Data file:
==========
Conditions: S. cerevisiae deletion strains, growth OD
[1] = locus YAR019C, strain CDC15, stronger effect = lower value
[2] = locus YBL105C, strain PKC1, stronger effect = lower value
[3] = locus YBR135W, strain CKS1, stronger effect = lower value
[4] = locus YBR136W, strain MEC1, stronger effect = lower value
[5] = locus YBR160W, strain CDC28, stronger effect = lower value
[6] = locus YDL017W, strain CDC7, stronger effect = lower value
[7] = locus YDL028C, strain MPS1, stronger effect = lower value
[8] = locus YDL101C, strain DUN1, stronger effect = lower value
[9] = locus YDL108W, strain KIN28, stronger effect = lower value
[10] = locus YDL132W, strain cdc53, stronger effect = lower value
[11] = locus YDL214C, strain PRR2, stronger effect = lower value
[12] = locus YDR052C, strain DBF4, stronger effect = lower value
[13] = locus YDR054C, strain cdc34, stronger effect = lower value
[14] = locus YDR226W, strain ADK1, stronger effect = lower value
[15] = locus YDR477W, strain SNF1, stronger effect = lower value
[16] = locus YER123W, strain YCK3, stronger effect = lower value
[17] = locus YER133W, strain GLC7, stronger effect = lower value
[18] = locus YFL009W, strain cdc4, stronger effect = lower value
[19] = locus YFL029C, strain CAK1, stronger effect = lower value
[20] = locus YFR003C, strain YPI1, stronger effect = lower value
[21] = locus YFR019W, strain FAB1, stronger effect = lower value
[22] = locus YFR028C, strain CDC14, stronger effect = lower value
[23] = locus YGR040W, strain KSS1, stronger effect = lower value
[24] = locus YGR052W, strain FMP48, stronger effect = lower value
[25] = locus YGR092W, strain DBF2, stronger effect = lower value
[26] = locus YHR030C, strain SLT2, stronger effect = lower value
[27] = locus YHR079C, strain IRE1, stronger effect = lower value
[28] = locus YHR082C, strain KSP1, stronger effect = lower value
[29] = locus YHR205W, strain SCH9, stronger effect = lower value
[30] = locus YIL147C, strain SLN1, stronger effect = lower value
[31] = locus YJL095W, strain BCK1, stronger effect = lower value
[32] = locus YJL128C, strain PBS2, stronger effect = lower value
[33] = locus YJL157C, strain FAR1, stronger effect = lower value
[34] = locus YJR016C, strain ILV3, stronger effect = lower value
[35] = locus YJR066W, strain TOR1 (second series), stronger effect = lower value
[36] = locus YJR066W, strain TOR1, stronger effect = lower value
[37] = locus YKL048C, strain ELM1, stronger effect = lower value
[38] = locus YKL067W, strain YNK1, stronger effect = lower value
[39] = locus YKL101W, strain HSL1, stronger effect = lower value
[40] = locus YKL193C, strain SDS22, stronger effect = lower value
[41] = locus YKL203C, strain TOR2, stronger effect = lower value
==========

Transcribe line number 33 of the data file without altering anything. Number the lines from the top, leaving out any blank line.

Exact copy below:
[32] = locus YJL128C, strain PBS2, stronger effect = lower value